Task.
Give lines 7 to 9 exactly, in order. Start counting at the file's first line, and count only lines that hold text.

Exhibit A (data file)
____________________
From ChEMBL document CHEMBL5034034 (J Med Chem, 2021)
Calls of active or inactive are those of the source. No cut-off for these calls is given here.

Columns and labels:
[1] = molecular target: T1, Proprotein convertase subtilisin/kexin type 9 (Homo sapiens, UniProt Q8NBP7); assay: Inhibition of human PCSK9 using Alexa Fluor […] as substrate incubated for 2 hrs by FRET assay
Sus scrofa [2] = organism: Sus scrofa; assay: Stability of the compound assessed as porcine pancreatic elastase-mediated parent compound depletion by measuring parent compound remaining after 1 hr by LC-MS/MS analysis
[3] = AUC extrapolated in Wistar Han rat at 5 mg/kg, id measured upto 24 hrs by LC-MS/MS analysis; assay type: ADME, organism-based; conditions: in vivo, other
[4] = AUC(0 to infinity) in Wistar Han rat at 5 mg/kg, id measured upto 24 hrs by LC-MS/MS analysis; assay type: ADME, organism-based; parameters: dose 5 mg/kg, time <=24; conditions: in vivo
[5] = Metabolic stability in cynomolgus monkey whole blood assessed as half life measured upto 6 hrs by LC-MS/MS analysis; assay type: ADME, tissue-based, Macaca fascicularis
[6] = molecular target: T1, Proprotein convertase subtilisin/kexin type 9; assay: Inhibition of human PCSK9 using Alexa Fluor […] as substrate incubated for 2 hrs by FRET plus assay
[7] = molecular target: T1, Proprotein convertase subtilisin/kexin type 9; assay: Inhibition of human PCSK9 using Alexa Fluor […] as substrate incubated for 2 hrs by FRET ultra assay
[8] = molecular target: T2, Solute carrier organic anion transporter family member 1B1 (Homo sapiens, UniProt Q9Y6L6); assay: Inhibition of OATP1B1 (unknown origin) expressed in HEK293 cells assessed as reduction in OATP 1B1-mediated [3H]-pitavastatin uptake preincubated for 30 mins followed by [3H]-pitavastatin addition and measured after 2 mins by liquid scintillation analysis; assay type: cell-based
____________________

[4] = AUC(0 to infinity) in Wistar Han rat at 5 mg/kg, id measured upto 24 hrs by LC-MS/MS analysis; assay type: ADME, organism-based; parameters: dose 5 mg/kg, time <=24; conditions: in vivo
[5] = Metabolic stability in cynomolgus monkey whole blood assessed as half life measured upto 6 hrs by LC-MS/MS analysis; assay type: ADME, tissue-based, Macaca fascicularis
[6] = molecular target: T1, Proprotein convertase subtilisin/kexin type 9; assay: Inhibition of human PCSK9 using Alexa Fluor […] as substrate incubated for 2 hrs by FRET plus assay